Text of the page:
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Wednesday, February 17, 2010

Facebook Zero: To Get More of Your Data Dollars, Social Networking Takes a Cue From Crack Dealers | Technomix | Fast Company

Hi Kids, check this out, so you can get a faster facebook which gets you to facebook, where you can be spammed.
Gee , guess they need to make money, huh?You will be seeing movie trailers and games in no time.
Dr. Media

Facebook Zero: To Get More of Your Data Dollars, Social Networking Takes a Cue From Crack Dealers | Technomix | Fast Company

Word's just leaked, before a formal announcement, of a new super-light, text-only version of Facebook designed for simple cell phone interactions. It looks like it's designed to further [1] Facebook's penetration [2] into daily life. And it might be free. But only for a little taste.

The system is called Facebook Zero, and it was almost accidentally revealed earlier Tuesday during a 20-minute keynote address by Facebook's Chamath Palihapitiya at the Mobile World Congress event. The obsessives at TechCrunch noticed that Facebook's not revealed the system yet.

The idea is that Facebook's drummed up some pretty neat deals with a large number of cell phone providers across the globe and has written some code that presents a user's Facebook news stream as a text-only entity that can be accessed via a phone's browser at zero.facebook.com [3]. The trick is that it's free of charge. And that will be an extremely interesting idea to many millions of Facebook addicts who've yet to make the leap to full-on smartphone tech, or who have limited data packages as part of their mobile broadband contract with their cell phone network. (Get ready for that, America, it's coming.)

Sounds fabulous, doesn't it? But there's actually some subtle marketing going on here. Died-in-the wool Facebook addicts may be tempted to switch to a different carrier that offers Facebook Zero if their current one doesn't--which is good and bad for the cell phone carriers in question. And once a user clicks on a Facebook Zero item to see more, perhaps to view a friend's photo, for example, then they'll be whisked to the full Facebook site, their carrier will levy a small data-access charge, and thus will earn some more revenue (the crack dealer model for mobile data consumption, perhaps). As far as Facebook itself is concerned, of course, the benefit is that even more people will interact with its services and for more time--enabling greater ad placement sales. Facebook may even be hoping that by encouraging free access via cell phone that people will do more of the real-time status updating that it's really hoping to sell to search engines and news aggregators like Google.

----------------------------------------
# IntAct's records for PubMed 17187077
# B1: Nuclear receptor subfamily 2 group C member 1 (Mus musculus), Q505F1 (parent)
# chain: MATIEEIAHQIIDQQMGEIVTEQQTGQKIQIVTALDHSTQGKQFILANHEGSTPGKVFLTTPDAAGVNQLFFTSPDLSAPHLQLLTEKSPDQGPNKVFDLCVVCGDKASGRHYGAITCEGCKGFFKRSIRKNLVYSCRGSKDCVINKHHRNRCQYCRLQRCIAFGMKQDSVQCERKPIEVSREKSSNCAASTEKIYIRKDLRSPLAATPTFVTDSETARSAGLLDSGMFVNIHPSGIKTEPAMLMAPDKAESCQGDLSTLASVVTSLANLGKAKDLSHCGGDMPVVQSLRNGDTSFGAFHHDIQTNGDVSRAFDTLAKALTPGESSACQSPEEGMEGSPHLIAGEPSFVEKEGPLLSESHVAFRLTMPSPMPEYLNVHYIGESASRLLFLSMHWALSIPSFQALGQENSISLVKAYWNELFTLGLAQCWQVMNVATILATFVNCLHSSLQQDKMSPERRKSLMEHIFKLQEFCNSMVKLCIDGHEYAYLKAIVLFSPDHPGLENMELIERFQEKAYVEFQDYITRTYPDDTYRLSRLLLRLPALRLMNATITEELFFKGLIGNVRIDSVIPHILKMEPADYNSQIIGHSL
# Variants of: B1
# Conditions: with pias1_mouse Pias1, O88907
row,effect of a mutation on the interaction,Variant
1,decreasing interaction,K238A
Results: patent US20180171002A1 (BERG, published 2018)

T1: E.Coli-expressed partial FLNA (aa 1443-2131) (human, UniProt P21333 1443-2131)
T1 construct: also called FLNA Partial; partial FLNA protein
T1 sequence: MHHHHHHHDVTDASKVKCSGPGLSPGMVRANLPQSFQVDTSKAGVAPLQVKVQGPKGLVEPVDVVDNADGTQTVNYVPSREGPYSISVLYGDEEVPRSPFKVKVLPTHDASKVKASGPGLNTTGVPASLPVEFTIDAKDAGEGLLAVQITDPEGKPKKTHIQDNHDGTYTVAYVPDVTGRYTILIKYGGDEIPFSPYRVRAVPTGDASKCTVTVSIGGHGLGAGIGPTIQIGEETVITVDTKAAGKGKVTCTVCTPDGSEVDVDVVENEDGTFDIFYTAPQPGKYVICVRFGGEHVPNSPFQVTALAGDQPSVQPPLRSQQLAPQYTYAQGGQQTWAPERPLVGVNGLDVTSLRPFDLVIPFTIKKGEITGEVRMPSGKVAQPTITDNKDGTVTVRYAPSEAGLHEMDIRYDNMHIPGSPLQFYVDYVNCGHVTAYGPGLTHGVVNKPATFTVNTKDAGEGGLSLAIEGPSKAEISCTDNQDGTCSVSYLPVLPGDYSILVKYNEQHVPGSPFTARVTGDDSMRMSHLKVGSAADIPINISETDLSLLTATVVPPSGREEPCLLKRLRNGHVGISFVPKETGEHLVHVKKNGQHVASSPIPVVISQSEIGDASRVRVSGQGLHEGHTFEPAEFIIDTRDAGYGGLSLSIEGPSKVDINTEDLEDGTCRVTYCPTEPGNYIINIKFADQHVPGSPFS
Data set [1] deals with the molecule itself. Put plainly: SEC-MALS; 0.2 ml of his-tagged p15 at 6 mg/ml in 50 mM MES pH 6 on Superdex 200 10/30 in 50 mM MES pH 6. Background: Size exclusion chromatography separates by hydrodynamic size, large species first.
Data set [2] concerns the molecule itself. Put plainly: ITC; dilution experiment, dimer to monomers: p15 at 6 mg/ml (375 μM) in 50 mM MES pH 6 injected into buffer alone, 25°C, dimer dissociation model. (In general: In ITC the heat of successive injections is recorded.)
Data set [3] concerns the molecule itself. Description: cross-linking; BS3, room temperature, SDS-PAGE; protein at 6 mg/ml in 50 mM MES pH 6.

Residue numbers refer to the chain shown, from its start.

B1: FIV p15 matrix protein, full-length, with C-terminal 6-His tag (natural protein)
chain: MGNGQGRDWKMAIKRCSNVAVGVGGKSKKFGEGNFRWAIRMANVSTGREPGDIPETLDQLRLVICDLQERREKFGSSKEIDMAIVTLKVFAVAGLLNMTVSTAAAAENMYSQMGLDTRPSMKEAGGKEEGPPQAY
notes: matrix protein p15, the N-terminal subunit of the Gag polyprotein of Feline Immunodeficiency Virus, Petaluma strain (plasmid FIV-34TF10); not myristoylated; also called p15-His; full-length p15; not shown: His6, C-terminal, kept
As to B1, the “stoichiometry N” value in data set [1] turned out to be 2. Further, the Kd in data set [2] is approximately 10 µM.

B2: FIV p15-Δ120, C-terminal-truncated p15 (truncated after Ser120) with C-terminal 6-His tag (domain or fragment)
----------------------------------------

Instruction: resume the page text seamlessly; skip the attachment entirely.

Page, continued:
Friday, February 05, 2010

New Twitter Research: Men Follow Men and Nobody Tweets - The Conversation - Harvard Business Review

Hi Gang this is a little dated, but quite interesting. because for one reason it comes from an objective source and not from Twitter, if you are going to use socmedia for marketing, better pay attention. Especially if you hope to market a movie or other media project. Dr Media likes real data, lets see more!

New Twitter Research: Men Follow Men and Nobody Tweets - The Conversation - Harvard Business Review

New Twitter Research: Men Follow Men and Nobody Tweets

Twitter has attracted tremendous attention from the media and celebrities, but there is much uncertainty about Twitter's purpose. Is Twitter a communications service for friends and groups, a means of expressing yourself freely, or simply a marketing tool?

We examined the activity of a random sample of 300,000 Twitter users in May 2009 to find out how people are using the service. We then compared our findings to activity on other social networks and online content production venues. Our findings are very surprising.

Of our sample (300,542 users, collected in May 2009), 80% are followed by or follow at least one user. By comparison, only 60 to 65% of other online social networks' members had at least one friend (when these networks were at a similar level of development). This suggests that actual users (as opposed to the media at large) understand how Twitter works.